White House

America Turns the Corner at Last

President Donald Trump speaks during a campaign rally in Battle Creek, Mich., December 18, 2019. (Leah Millis/Reuters)
On energy and immigration, the U.S. is ending decades of mismanagement.

As the election year progresses, more attention will be paid to the substantial settling of two of the greatest public-policy failings in the United States since the official end of racial segregation. For more than 70 years the U.S. was a sizeable importer of foreign oil, and for more than 25 years it was inundated with almost unsustainable numbers of mostly unskilled illegal immigrants, ultimately totaling more than 20 million people.

President Eisenhower lamented that the United States was importing 10 percent of its oil in the 1950s. He became so concerned at the time of the Suez crisis in 1956 — when Britain, France, and Israel, in one of the most insane enterprises in the history of each of them, set out to take the canal back from Egypt — that Eisenhower envisioned rationing oil and gasoline in the United States to provide emergency supplies to Europe and planned for the swift construction of super-tankers to circumvent the Suez Canal, which he imagined might be closed indefinitely. (The British and French had pre-agreed to Israel’s invasion of Sinai and pre-positioned forces in Cyprus, which then invaded Egypt after the Israeli attack, proclaiming they were “peace-keeping,” all without any consultation with Washington. The Israelis did their part well, but the rest of it fell apart very quickly.)

Eisenhower’s concerns were vastly exaggerated. There was no oil boycott or embargo, and the canal was closed for only a few weeks. But nearly 20 years later, when there was an Arab oil embargo and sharp price increases following the Arab–Israeli (Yom Kippur) War of 1973, the U.S. suffered serious inflationary pressures and hovered on the verge of gasoline rationing for two years. President Nixon announced “Operation Independence” to reduce reliance on foreign oil as a matter of national-security necessity. But nothing happened: Oil imports continued to rise, and by the mid-Clinton years they had reached 15 million barrels a day, 60 percent of American supply. Whenever Washington appeared to be seriously purposeful, OPEC (the Organization of the Petroleum Exporting Countries) lowered the world oil price until the U.S. resolve evaporated and the country flopped back to maximum oil imports.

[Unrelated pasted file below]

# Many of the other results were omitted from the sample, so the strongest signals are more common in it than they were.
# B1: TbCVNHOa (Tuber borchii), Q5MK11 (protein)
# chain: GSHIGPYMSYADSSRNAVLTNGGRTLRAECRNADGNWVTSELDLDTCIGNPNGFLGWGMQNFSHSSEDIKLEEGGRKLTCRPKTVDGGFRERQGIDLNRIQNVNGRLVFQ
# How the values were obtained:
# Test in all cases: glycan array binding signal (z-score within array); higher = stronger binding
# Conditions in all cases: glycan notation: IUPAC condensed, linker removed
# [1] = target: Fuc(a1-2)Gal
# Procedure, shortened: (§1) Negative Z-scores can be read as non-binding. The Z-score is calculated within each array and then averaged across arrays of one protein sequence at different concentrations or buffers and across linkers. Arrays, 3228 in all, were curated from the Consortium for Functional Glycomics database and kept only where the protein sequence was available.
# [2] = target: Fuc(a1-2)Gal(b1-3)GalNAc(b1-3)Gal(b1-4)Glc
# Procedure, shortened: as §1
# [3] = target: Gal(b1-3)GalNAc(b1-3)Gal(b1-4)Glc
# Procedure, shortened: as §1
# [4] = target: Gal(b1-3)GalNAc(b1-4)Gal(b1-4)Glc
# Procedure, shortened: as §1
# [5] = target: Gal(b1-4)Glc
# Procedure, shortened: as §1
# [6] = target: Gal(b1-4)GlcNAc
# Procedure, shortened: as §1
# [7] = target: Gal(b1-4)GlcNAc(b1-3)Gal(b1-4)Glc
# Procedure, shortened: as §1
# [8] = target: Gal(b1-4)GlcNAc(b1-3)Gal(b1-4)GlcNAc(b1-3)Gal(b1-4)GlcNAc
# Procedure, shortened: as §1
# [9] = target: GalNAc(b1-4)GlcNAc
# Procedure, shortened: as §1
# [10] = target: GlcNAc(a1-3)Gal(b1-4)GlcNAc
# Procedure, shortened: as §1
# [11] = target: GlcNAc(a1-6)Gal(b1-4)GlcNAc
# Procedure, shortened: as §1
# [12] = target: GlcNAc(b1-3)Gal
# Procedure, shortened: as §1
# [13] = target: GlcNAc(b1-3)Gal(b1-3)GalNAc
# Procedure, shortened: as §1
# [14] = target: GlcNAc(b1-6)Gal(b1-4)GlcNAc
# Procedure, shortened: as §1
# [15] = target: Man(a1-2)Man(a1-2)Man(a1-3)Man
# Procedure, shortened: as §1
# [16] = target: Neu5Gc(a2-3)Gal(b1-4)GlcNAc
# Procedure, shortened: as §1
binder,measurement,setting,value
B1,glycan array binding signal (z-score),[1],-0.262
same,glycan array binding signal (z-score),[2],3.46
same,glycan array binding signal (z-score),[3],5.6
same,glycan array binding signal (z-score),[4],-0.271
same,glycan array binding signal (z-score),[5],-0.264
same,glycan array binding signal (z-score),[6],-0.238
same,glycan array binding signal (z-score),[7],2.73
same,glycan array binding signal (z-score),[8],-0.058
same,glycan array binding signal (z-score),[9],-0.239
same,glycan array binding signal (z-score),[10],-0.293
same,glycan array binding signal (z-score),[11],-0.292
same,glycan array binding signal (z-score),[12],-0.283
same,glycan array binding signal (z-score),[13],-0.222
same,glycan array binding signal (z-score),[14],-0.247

President Carter wore a cardigan for some television addresses and advised Americans to turn down their thermostats. But conservation measures were tokens, and there was no political will to raise gasoline prices to reduce demand. It was debilitating to the country’s balance of payments and made the United States appear flabby and irresolute to countries that did not wish it well, despite its overwhelming and almost bloodless victory in the Cold War. There was a further dimension to the problem in the application of a substantial share of oil revenue by some OPEC countries to fund terrorism and other hostile and dangerous political activities (including large direct payments by Saudi Arabia to the extremist Wahhabi sect), particularly after the shah of Iran was replaced by the Ayatollah Ruhollah Khomeini and his Islamist theocracy, partially thanks to the Carter administration.

In this century there has been steady bipartisan progress back toward American energy self-sufficiency. American oil imports declined from 15 million barrels a day under Clinton to 10 million a day under President George W. Bush and 5 million under President Obama, and the United States is now an oil exporter. It has been late in coming, but it is an admirable elimination of a strategic vulnerability; America has added more than a cubit to its geopolitical stature.